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Muti’s CSO directorship extended one year; Beethoven’s Missa Solemnis back on docket

Submitted by on Sep 23, 2021 – 1:21 pm

Riccardo Muti, currently beginning his 12th season with the Chicago Symphony, will extend for another full season after this, according to the orchestra association. (RiccardoMuti.com)

Report: Riccardo Muti will remain at Chicago Symphony helm thru 2022-23 season as orchestra plans tour to Japan, China. 
By Lawrence B. Johnson

Just hours ahead of Riccardo Muti’s return to Orchestra Hall for the opening concert of the Chicago Symphony Orchestra’s 2021-22 season and with it an end to the CSO’s nearly 19-month, pandemic-induced silence, the orchestra announced Sept. 23 that the 80-year-old maestro had agreed to a one-year extension as music director through June 2023.

Compounding that upbeat development was the simultaneous announcement that Muti’s add-on season would include Beethoven’s epic Missa Solemnis, a work the conductor had planned for the beginning of the lost season 2020-21 as the crowning flourish of the CSO’s yearlong celebration of the composer’s 250th anniversary. That event was to have been Muti’s very first go at the Missa Solemnis, composed late in Beethoven’s life, just before the Ninth Symphony. Instead, Muti conducted the work for the first time this summer at the Salzburg Festival with the Vienna Philharmonic. (A video of what’s in store for Chicago is available here.)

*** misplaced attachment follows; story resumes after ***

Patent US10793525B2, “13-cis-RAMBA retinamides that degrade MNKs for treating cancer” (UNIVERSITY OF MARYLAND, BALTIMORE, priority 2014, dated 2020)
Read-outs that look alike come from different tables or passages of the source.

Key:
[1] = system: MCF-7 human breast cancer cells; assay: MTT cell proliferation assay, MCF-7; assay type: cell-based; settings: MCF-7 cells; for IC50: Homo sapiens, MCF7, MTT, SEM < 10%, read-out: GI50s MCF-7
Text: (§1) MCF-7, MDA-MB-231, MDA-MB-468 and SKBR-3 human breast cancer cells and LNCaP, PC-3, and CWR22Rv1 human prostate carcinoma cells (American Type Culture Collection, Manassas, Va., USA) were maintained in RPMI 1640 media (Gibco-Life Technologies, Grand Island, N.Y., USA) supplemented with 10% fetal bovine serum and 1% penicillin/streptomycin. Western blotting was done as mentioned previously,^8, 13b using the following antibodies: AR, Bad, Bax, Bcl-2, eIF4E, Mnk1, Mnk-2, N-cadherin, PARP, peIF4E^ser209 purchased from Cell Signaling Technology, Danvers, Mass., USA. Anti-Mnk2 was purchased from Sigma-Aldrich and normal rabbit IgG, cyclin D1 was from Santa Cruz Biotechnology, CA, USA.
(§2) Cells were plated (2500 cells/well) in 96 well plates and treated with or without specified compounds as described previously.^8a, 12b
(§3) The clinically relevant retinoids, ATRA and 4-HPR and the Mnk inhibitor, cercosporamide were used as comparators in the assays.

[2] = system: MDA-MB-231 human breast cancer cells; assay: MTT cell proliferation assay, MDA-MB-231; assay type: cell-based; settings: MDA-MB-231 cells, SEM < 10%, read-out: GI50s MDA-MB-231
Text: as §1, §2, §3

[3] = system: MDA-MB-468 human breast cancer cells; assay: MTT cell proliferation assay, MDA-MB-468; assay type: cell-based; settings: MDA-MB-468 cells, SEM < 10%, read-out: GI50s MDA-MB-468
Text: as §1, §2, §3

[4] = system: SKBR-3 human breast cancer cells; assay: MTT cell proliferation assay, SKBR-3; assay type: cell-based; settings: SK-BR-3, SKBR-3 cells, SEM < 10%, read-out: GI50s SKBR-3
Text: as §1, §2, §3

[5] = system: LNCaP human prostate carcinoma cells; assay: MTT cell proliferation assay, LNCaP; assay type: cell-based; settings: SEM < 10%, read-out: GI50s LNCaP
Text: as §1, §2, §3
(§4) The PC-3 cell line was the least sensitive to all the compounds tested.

Because of Covid, Muti conducted his first Beethoven Missa Solemnis at the Salzburg Festival this summer instead of Chicago, with the Vienna Philharmonic and the Vienna State Opera Chorus. He will lead the CSO and Chorus in Beethoven’s work next season. (Marco Borrelli, Salzburg Festival)

Incredible as it may seem that a conductor of such eminence and accomplishment had never before tackled Beethoven’s monumental mass, Muti explained that he had simply never felt equal to the work’s sheer magnificence and profundity.

“So high is the message that I felt always too small in front of such music,” Muti said in an interview with Chicago On the Aisle by phone from his home in Ravenna, Italy, just before leaving for Chicago. “I had always been very reluctant in front of the great works like Beethoven. The first time I did the Ninth Symphony I was already 46 years old. The Missa Solemnis was the first score that I bought, and since then I have studied it and studied it, but I always felt that it was not the time.”

Like many other orchestras, the Chicago Symphony was deep into its Beethoven year when the pandemic curtain came down on theaters, opera houses and concert halls around the world. Picking up that thread, Muti will spotlight two of Beethoven’s most popular symphonies in his first two weeks with the CSO this fall – the Third (“Eroica”) in the orchestra’s opening weekend, Sept. 23-25, followed the next week, Sept. 30-Oct. 2, by the Seventh.

It has been 20 months since Muti was last with Chicago Symphony Orchestra musicians, but they will perform together often this season and next. (Todd Rosenberg, CSO)

Muti, who is not always keen about explaining the why of his programming choices, had a ready answer for why he picked Beethoven’s grand-scaled “Eroica” (Heroic) Symphony: